Rudolph Jacobs
Rugby journalist
2 minute read
11 Nov 2014
3:35 pm

Boks learnt harsh lessons says McFarland

Rudolph Jacobs

Springbok defence coach John McFarland said this afternoon in London the team have learnt some harsh lessons after being exposed at the breakdowns by Ireland last weekend.

FILE PICTURE: John McFarland. Picture: Steve Haag/Gallo Images.

But ahead of facing England this weekend, McFarland hinted that Ireland really pushed the boundaries of the laws and to their credit, got away with most of it.

“They did do that (disrupt our breakdown) quite well, they had numbers on their feet, there’s certainly things we can take from what they did defensively,” said McFarland.

“The reason why they were able to use their rushed defence was because they were disruptive at the breakdown. They ensured out ball was slow and got some leeway in that department.”

And while referee Romain Poite allowed the breakdown to become a free-for-all, the Boks need to take some lessons to heart, said McFarland.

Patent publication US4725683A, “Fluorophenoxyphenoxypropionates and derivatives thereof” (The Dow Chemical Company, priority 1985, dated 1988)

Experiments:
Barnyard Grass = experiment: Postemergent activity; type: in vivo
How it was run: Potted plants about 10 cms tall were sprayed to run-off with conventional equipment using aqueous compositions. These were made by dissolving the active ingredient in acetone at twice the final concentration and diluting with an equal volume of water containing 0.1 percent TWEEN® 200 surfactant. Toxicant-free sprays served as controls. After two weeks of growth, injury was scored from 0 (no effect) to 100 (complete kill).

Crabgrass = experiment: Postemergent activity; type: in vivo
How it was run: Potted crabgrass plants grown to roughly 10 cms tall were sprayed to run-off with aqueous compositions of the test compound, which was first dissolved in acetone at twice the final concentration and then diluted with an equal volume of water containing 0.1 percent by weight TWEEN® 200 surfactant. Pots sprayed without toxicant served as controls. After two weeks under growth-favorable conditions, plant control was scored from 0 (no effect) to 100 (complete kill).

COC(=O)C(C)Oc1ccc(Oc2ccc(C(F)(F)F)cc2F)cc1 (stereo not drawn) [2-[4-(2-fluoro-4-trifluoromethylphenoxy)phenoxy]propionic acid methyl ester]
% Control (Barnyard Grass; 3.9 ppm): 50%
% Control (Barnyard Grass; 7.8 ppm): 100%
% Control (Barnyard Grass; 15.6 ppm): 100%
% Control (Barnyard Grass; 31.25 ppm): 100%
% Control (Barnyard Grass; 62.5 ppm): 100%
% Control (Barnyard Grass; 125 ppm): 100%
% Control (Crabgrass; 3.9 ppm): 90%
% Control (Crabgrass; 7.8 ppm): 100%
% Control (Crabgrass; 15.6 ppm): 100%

“They pushed that law to the boundaries, we must take some lessons from that, and use it to our benefit.”

“The positive is that they only managed one line break the whole game against us I think that was when fullback Rob Kearney stepped inside, but I think the real thing we must improve on is our positional play. Flyhalf Jonathan Sexton exposed us a few times in the back field we need to be more disciplined in certain situations.

“I think we know we can play a lot better than we did on Saturday, I think it’s up to England to decide what’s good for them this weekend. Maybe they’ve got different personnel, if they play forward it will be a different type of game; I won’t tell them how to play their game.”

McFarland also said flank Schalk Burger, centre Jan Serfontein and flyhalf Handre Pollard deserved praise for their defensive efforts, although the whole squad did well.

“I think Schalk had a real impact when he came on, Jan Serfontein was pretty solid, as was Handre against a very experienced No 10 in Sexton.”